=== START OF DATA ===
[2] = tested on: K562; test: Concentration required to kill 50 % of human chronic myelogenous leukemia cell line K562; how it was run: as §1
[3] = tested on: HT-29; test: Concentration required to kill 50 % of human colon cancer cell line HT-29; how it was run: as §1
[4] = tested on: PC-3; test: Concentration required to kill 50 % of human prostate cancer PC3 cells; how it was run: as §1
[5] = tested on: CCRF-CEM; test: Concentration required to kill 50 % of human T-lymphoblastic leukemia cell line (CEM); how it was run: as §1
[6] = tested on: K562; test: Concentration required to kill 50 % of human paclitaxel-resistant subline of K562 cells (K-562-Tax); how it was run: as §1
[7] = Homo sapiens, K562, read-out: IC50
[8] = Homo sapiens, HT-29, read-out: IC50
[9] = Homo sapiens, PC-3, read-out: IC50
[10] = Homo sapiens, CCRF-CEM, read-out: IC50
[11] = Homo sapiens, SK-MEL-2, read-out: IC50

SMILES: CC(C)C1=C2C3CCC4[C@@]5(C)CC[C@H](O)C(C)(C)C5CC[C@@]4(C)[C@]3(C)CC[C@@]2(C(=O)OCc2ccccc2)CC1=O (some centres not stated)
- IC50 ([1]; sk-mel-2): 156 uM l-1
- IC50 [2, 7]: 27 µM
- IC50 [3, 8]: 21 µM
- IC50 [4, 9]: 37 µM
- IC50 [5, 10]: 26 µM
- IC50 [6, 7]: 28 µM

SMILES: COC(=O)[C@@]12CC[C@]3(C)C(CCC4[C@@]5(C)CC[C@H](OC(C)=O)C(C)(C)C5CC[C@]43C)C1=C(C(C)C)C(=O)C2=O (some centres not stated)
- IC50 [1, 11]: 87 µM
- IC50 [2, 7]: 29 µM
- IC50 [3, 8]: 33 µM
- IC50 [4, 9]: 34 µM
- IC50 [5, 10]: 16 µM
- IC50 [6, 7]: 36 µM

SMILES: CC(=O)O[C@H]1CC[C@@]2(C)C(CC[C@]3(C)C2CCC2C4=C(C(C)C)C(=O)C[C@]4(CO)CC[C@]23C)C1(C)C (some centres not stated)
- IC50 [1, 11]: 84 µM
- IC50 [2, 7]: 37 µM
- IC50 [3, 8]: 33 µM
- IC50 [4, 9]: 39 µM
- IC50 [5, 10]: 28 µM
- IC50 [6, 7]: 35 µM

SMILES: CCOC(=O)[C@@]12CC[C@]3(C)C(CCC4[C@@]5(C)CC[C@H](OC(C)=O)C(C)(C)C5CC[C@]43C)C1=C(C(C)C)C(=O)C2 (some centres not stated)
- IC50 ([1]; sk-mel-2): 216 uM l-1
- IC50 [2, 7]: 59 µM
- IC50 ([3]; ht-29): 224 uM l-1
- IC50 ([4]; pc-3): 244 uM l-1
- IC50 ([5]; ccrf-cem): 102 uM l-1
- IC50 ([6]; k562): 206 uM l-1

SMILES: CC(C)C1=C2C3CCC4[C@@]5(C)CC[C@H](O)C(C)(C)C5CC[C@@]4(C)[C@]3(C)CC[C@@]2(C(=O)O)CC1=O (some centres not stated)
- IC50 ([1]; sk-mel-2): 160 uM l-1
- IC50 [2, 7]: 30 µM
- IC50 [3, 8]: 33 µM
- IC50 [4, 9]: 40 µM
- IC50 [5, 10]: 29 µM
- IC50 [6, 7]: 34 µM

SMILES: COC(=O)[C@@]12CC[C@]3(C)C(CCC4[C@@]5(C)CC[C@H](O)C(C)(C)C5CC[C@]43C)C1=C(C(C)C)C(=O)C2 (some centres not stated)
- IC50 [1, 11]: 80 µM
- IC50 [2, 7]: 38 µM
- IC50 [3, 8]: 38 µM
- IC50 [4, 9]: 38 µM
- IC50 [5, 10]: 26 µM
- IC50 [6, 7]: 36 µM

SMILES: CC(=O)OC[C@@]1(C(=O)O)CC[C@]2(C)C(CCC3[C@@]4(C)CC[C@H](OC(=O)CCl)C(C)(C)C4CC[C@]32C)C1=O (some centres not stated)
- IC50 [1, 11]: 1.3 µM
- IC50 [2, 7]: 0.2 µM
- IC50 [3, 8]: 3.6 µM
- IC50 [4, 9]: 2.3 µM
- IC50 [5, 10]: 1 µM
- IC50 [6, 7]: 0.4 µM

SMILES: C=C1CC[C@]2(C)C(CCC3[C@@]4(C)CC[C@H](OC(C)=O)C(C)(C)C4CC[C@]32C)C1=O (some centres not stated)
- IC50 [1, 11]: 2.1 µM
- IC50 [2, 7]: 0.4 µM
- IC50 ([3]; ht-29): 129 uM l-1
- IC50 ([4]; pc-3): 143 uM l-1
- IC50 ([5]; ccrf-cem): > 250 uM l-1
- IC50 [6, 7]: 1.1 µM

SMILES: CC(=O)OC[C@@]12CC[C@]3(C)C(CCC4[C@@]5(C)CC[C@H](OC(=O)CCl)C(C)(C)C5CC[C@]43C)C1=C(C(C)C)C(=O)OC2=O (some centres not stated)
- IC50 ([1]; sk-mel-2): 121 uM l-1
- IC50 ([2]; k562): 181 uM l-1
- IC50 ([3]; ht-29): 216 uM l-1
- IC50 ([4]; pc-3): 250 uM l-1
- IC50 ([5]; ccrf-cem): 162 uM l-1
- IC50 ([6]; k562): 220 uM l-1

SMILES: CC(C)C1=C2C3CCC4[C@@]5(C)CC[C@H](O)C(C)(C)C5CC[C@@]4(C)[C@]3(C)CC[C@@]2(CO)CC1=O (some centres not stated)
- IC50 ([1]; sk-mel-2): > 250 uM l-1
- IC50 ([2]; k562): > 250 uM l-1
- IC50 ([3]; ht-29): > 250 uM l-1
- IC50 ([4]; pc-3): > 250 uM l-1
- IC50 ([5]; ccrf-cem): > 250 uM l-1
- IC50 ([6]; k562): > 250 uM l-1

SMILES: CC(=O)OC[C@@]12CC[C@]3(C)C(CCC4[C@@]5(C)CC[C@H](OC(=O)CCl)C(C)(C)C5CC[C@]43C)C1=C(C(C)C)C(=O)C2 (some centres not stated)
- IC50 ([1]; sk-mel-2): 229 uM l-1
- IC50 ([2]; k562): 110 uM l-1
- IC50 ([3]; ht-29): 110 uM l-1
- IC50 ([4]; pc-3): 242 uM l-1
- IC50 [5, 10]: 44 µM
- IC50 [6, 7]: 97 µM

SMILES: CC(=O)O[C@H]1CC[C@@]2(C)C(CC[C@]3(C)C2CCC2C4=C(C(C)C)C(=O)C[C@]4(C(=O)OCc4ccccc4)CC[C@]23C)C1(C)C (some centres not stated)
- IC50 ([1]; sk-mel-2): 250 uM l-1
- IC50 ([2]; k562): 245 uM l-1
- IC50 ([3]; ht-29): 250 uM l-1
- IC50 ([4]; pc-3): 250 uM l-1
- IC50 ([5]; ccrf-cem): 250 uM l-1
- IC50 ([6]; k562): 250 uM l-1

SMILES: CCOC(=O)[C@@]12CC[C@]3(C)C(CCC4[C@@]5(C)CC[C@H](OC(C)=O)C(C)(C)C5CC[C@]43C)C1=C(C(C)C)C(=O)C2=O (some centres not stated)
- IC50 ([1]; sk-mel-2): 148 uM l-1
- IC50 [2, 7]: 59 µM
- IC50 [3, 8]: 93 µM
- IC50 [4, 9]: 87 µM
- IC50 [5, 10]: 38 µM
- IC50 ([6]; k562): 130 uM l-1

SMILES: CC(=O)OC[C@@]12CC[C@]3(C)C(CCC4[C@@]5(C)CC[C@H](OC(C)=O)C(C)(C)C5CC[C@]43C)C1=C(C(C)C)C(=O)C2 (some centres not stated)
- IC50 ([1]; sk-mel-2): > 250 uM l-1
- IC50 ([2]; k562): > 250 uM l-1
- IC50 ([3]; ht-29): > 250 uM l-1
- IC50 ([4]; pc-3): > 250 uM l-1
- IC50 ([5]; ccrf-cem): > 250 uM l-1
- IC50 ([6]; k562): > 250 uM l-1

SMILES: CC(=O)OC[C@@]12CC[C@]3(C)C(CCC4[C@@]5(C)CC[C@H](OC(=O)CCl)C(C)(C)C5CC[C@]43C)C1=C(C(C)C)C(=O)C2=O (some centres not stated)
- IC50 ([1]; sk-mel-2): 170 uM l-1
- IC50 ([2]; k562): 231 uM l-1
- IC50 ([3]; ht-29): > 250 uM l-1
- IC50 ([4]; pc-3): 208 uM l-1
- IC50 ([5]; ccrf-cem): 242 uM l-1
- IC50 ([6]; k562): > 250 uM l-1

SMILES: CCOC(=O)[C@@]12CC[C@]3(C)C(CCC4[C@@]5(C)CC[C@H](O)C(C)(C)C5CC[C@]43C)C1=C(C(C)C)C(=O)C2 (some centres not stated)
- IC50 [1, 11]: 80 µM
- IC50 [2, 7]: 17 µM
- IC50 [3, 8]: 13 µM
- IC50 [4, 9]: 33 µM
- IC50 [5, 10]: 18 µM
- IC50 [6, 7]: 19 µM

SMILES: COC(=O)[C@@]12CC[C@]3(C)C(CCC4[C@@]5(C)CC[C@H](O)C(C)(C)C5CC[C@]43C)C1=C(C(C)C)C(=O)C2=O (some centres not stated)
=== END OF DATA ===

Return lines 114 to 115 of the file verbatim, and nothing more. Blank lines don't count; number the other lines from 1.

- IC50 ([5]; ccrf-cem): 242 uM l-1
- IC50 ([6]; k562): > 250 uM l-1